Prevention of Pericoronitis
When a tooth is partially impacted with a large’ amount of soft tissue over the axial and occlusal surfaces, the patient frequently has one Or more episodes of pericoronitis.” Pericoronitis is an infection of the soft tissuearound the crown of a partially impacted tooth and is caused by the normal oral flora. For ‘most patients the bacteria and host defenses maintain a delicate balance, but host defenses cannot eliminate the bacteria.
If the host defenses-are compromised (e.g., during minor illnesses, such as influenza or an upper respiratory infection, or from severe fatigue), infection can occur. Thus although the impacted tooth has been present for some time without infectlon, if the patient experiences a mild, transient decrease in host defenses, pericoronitis may result.Pericoronitis can also arise secondary to minor trauma from a maxillary third molar. The soft tissue that covers the occlusal surface of the partially erupted mandibular third molar (known as the operculums can be traumatized and become swollen. Often the maxillary third molar further traumatizes the already swollen operculum, which causes increased swelling that again cap be traumatized more easily. This spiraling cycle of trauma and swelling is often
interrupted only by removal of the maxillary third molar. Another common cause of pericoronitis is entrapment of food under the operculum. During eating, a small amount of food may be packed into the pocket between the operculum and the impacted tooth. Because this pocket cannot be cleaned, bacteria invade it and pericoronitis begins.
Streptococci and a large variety of anaerobic; bacteria (the usual bacteria that inhabit the gingival sulcus) cause pericoronitis. It can be treated initially by mechanically debriding the large periodontal pocket that exists under the operculum by using hydrogen peroxide as an irrigating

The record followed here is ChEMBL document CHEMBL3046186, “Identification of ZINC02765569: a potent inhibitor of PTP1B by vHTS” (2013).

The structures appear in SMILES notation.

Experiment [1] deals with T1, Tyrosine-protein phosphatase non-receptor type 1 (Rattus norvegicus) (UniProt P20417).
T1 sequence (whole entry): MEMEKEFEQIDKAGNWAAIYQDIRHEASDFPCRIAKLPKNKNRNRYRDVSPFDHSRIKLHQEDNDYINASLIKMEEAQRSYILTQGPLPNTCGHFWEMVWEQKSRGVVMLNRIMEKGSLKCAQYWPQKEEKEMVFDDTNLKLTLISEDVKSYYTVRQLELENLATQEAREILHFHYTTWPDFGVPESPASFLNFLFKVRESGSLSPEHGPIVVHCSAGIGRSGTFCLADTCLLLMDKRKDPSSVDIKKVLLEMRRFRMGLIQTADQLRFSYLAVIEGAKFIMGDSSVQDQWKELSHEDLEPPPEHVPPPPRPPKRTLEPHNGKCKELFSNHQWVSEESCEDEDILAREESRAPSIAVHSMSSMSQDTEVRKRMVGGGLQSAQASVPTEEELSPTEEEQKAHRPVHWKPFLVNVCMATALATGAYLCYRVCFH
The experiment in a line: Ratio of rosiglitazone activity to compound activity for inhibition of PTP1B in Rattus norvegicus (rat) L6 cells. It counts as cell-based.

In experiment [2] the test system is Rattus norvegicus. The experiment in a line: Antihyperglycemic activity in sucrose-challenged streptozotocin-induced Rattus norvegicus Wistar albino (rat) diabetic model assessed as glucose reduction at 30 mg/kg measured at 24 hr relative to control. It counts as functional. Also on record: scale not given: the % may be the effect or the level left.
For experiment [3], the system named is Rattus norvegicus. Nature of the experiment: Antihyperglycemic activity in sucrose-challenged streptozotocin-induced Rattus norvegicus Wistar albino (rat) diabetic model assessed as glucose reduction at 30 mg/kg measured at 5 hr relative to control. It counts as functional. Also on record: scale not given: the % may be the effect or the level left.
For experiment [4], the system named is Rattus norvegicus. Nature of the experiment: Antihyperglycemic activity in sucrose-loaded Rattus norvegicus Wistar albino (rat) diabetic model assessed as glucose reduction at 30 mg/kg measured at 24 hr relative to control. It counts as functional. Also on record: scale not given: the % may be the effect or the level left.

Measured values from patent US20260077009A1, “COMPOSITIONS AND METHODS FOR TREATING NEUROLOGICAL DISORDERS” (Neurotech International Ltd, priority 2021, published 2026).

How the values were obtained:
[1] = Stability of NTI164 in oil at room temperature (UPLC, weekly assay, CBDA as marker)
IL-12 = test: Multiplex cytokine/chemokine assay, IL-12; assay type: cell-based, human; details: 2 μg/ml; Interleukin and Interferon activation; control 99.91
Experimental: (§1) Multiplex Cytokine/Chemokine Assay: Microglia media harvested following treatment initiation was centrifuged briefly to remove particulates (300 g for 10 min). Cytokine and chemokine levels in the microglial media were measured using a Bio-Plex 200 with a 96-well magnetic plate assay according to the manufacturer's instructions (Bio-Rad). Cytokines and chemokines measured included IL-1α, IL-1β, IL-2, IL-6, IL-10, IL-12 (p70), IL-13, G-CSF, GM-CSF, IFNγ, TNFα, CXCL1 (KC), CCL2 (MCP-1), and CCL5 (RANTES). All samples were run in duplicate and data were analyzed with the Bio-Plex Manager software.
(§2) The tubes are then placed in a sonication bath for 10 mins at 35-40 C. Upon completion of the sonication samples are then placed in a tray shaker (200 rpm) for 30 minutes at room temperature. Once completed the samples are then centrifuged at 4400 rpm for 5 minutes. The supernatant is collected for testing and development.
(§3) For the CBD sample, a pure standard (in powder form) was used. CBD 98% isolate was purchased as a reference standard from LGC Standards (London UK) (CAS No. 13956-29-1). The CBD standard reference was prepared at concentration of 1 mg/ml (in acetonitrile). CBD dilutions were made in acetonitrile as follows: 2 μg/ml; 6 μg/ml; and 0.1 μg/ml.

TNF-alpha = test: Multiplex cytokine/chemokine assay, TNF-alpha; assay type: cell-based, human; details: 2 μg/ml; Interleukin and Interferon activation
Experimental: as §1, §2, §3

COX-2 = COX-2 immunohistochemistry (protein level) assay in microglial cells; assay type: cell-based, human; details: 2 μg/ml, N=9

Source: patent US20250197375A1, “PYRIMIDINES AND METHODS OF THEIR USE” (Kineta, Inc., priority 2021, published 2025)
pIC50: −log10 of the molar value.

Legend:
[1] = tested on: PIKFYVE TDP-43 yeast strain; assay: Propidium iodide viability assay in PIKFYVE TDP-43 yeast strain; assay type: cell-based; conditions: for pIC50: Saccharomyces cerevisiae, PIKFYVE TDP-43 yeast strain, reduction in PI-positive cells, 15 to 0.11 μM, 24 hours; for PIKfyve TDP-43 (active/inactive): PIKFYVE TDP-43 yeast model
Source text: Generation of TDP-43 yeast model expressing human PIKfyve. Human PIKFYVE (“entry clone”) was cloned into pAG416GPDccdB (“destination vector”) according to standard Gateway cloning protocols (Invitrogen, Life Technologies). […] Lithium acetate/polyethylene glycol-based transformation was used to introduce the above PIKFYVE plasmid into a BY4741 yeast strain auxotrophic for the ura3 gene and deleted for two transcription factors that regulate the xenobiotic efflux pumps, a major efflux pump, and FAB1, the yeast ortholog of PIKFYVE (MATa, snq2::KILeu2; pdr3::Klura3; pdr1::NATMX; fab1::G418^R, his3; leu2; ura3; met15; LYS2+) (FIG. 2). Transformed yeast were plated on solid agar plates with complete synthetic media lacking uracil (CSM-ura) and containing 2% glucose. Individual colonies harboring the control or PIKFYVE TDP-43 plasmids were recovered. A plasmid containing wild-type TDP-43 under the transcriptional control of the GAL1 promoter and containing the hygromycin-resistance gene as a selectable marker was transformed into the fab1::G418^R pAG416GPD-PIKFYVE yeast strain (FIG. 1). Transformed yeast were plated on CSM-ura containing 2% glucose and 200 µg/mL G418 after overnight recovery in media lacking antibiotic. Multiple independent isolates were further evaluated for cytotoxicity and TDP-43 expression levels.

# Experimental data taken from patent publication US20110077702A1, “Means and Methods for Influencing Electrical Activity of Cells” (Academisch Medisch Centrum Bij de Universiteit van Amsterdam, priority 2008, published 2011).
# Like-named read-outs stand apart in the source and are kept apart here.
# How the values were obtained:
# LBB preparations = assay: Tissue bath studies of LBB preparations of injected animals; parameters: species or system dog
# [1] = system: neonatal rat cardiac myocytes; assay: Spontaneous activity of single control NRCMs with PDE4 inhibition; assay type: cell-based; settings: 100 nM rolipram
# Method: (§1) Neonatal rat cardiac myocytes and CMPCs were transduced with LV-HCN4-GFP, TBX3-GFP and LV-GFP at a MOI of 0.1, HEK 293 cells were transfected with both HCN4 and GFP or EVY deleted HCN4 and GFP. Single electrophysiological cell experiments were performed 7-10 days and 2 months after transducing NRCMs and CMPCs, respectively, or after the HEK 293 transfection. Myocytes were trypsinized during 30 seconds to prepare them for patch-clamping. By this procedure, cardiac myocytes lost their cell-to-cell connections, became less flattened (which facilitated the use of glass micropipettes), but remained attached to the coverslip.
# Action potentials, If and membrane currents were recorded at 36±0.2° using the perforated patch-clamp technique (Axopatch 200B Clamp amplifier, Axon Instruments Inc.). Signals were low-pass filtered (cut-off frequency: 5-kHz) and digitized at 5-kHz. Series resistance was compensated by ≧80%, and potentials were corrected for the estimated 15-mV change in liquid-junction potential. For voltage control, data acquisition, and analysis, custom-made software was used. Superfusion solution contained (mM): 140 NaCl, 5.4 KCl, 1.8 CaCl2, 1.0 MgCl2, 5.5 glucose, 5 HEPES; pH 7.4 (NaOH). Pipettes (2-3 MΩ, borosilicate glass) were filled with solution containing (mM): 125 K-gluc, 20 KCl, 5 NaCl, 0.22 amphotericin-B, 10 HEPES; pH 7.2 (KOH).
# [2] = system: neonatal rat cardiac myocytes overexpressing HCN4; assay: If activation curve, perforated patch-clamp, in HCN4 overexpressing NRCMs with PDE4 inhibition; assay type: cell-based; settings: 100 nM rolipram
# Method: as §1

solution. Hydrogen peroxide not only ‘mechanically removes bacteria with its foaming action, it also reduces the number of anaerobic bacteria by releasing oxygen into the usually anaerobic environment of the oral cavity.
Other irrigates, such as chlorhexidine ‘or iodophors, can reduce the bacterial population of the pocket. Pcricoronitls can present as a very mild infection or as a severe infection that requires hospitalization (\1’ the
patient. Just as the severity of the infection varies. the FIG. 9-4 Radiograph of caries in mandibular impacted molar btreatment and management of..this problem vary from very mild to aggressive. In its mildest form, pericoronitis is a localized tissue swelling and soreness. For patients with a mild infection, irrigation and curettage by the dentist and home irriga-.
tions by the patient usually suffice. If the infection is slightly more severe with a large amount of local soft tissue swelling that is traumatized by a
maxillary third molar, the dentist should consider extracting the maxillary third molar in addition to local irrigation.
For patients who have (in addition to local swelling and pain) mild facial swelling, mild trismus secondary to inflammation extending into the muscles of mastication, and a low-grade fever, the dentist should consider administering an antibiotic along with irrigation and extraction. The antibiotic of choice is penicillin. Pericoronitis can lead to serious fascial space infections. Because the infection begins in the posterior mouth, it can
spread rapidly into the fascial spaces of the mandibular ramus and the lateral neck. If a patient develops trismus (with an inability to open the mouth more than 20 mrn), a temperature of greater than 1010 F, facial swelling, pain, . and malaise, the patient should be referred to an oral and
maxillofacial surgeon, who may admit the patient to the hospital, .
Patients who have had one episode of pericoronitis, .although managed successfully by these methods, will continue to have episodes of pericoronitis, unless the offending mandibular ·third molar is removed. The
patient should be informed that the tooth should be removed at the earliest possible-time to prevent recurrent infections. The mandibular third molar should not be removed until the signs and symptoms of pericoronitis
have been completely resolved. The incidence of stoperative complications; specifically dry socket an~ postop erative infection, increases if the tooth is removed during the time of active infection.Prevention of pericoronitis can be achieved by removing the impacted third molars before they penetrate the oral mucosa and are visible. Although excision of the surrounding soft tissue, or operculectomy, has, been advocated as a method for preventing pericoronltts without removal of the impacted tooth, it is very-painful and usually does not work. The soft tissue excess tends to recur, because it drapes over the impacted tooth and causes regrowth of the operculum. The overwhelming majority of cases of pence ronitis can be prevented only by extraction of the tooth.